Back in the early '80s I received an invitation to speak to the Not So Terribly Good Club of Great Britain. To qualify for membership in this not so exclusive organization, all you have to do is prove that you're not so terribly good at something: something like peeling potatoes or onions, making love, wrestling crocodiles, or even being CEO of a company. Members have to attend meetings at which their peers talk about and demonstrate publicly their skills at screwing up. My credentials as the undistinguished guest speaker at this inaugural affair were impressive. I'm as incompetent as anybody and more incompetent than most. My audience was comprised of almost 400 club members with distinguished records of incompetence in a wide variety of fields. We gathered for a no-course dinner at a quintessentially inferior restaurant in the Soho District of London. Happily, my remarks were of a standard low enough to befit the occasion. As a matter of fact, my speech was so bad it received a standing ovation. I later received rave reviews from "The Worst Times," the club's publication, because my slide-projector bulb blew out at the most strategic moment of my presentation. Suffice it to say, my low IQ helped me to flop beautifully. Obviously, the Not So Terribly Good Club believes intelligence is overrated. Having just read the highly controversial book The Bell Curve by Richard Herrnstein and Charles Murray, I have come to the same conclusion. Everyone wants to be intelligent and achieve success despite proof that the human animal's real genius lies in achieving failure. Incompetence is what most of us are really good at--no matter how smart we are. It seems to me that we spend a disproportionate amount of time talking about the things we do well. But those few saplings of success pale when compared to the forest of our failures. The Bell Curve maintains that an individual's IQ is more affected by genetics than by social environment. I disagree. As an acknowledged incompetent, I am not surprised that so many individuals with above-average IQs are just as capable of making incredibly stupid decisions as those with lower-than-average IQs. And they do it every day in business, in banking, in manufacturing, in government and in politics. In fact, any intelligence test on which high scores can be achieved by people capable of believing anything so preposterous as the efficacy of intelligence tests is fundamentally flawed. IQ tests are not a good measure of executive success, as Sonny Kleinfeld, a former New York Times reporter, proves in his book Staying at the Top. His research discovered that the best executives do only moderately well on the tests. He claims there is another kind of intelligence that distinguishes good executives from poor ones. He calls it practical intelligence--the ability to apply intellectual gifts of common sense to the many problems they face in the daily operation of their businesses. There are some other interesting findings about intelligence that The Bell Curve authors failed to factor into their conclusions. Exhaustive surveys of how people's minds work prove that:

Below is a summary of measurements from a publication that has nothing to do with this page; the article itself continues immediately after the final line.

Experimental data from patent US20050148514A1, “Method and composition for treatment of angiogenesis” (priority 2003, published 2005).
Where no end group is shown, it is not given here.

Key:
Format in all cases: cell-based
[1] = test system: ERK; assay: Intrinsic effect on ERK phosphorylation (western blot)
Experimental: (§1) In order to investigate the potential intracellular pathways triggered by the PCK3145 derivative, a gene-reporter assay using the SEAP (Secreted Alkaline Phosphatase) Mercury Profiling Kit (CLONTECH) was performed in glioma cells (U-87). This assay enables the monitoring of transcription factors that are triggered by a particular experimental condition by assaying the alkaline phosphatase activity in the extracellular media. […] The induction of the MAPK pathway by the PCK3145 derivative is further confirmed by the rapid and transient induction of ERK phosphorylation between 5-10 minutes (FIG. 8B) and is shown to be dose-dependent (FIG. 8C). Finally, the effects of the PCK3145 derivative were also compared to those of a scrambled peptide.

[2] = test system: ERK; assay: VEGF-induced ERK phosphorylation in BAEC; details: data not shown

- Intelligence varies with the seasons. Your brain functions better in the spring than during any other time of the year. Second best is the fall. Overall, you are more mentally acute in winter than in summer.
- Your ability to think is affected by what you eat. The further you depart from an adequate, well-balanced diet, the more your mental alertness is likely to suffer.
- The bigger your vocabulary, the smarter you are. Tests have repeatedly proved that people's ability to assimilate new knowledge, their ability to reason, and their capacity to solve mental problems are closely related to the number of words they know.
- There is a strong correlation between intelligence and musicianship. This is further proved by tests that indicate that intelligence and manual dexterity are Siamese twins joined at the pocketbook.